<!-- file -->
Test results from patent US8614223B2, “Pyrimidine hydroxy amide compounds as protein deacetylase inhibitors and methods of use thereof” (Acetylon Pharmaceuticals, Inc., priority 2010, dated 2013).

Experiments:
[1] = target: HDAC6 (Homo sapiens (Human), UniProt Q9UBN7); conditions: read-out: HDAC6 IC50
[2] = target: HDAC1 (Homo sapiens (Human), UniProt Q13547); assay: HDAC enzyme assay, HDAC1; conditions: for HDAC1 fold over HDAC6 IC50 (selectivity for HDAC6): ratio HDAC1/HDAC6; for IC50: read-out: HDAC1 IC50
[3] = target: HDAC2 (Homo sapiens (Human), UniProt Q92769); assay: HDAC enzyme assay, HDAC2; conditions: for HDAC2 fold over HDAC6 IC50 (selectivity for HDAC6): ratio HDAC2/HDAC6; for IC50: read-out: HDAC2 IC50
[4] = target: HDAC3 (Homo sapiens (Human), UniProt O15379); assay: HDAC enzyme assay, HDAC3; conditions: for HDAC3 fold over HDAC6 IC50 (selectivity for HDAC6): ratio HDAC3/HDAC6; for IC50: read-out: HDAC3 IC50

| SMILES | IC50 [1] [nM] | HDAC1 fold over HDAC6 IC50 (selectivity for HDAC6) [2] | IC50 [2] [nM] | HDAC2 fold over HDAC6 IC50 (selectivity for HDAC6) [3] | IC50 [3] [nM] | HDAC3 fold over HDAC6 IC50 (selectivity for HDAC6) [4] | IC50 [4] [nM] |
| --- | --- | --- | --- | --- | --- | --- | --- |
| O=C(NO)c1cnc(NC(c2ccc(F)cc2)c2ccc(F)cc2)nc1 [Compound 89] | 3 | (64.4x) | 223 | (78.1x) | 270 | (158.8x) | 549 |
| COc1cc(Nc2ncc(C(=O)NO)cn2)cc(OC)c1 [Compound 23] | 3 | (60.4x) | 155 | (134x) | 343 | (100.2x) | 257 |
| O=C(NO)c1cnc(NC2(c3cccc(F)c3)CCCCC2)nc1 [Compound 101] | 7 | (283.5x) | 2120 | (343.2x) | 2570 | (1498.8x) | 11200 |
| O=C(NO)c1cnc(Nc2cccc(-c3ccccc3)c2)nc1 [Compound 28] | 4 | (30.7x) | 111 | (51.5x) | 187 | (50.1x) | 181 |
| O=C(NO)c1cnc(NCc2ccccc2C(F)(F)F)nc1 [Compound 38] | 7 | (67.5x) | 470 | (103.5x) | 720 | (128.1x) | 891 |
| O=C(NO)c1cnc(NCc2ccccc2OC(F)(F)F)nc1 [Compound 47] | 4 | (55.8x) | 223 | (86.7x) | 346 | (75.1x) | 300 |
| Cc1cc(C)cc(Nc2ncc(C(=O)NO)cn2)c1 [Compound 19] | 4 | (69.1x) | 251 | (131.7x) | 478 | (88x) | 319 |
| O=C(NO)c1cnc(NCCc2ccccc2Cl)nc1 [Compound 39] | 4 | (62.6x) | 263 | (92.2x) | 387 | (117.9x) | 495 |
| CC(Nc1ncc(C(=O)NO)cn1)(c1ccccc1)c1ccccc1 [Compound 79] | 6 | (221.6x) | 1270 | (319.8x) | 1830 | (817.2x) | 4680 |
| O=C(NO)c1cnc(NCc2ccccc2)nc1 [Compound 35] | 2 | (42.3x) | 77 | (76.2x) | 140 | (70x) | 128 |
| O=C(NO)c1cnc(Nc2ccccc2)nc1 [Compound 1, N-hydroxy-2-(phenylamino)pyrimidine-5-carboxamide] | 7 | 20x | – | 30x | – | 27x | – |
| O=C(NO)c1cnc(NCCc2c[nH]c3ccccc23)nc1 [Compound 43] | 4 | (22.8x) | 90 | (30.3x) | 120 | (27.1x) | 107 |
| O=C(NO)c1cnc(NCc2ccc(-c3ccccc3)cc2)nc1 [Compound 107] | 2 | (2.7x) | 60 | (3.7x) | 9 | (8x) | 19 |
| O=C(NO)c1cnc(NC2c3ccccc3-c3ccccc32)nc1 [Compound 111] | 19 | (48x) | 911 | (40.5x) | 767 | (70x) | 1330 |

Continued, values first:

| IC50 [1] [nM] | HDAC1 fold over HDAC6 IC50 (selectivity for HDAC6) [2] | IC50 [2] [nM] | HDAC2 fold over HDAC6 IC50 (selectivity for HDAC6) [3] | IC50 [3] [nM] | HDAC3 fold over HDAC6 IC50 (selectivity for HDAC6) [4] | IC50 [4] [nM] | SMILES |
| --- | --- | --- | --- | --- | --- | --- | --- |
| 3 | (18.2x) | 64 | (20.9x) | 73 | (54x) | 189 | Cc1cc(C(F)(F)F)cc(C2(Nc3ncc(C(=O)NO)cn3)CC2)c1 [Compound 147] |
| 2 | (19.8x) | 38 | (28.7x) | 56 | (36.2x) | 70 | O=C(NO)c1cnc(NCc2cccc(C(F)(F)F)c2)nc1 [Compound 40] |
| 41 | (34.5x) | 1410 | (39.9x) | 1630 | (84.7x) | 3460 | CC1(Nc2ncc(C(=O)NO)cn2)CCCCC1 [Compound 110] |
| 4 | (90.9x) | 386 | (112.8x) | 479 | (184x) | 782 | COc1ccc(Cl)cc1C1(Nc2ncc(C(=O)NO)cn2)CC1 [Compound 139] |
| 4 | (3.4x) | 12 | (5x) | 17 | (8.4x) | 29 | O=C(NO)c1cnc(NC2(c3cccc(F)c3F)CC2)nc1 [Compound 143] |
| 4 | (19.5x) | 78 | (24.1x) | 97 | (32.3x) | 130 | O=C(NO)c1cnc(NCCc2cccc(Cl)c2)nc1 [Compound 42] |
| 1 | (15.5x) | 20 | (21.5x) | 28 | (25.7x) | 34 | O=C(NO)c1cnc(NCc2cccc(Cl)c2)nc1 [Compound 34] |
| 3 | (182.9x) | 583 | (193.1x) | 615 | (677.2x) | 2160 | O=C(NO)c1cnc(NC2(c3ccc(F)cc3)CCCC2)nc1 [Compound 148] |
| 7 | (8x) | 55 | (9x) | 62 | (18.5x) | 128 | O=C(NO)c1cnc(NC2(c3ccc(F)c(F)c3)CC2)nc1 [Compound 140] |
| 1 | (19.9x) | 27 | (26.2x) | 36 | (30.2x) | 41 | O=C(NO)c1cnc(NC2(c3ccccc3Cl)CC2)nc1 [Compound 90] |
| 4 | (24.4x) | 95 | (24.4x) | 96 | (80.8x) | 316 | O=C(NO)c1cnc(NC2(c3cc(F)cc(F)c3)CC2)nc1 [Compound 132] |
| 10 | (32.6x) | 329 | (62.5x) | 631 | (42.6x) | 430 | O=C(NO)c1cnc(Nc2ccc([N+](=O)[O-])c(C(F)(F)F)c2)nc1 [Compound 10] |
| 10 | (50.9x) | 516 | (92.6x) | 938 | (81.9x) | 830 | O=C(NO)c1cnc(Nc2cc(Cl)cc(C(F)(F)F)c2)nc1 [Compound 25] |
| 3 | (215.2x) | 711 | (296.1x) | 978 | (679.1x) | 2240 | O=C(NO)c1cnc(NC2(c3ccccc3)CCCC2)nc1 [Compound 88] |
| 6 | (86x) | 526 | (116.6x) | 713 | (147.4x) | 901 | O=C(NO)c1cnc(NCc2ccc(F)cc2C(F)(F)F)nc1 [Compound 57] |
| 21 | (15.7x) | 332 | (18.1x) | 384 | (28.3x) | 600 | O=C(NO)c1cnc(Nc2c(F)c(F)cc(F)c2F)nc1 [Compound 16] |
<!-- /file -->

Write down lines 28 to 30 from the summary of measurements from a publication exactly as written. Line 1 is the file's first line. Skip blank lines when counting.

| 41 | (34.5x) | 1410 | (39.9x) | 1630 | (84.7x) | 3460 | CC1(Nc2ncc(C(=O)NO)cn2)CCCCC1 [Compound 110] |
| 4 | (90.9x) | 386 | (112.8x) | 479 | (184x) | 782 | COc1ccc(Cl)cc1C1(Nc2ncc(C(=O)NO)cn2)CC1 [Compound 139] |
| 4 | (3.4x) | 12 | (5x) | 17 | (8.4x) | 29 | O=C(NO)c1cnc(NC2(c3cccc(F)c3F)CC2)nc1 [Compound 143] |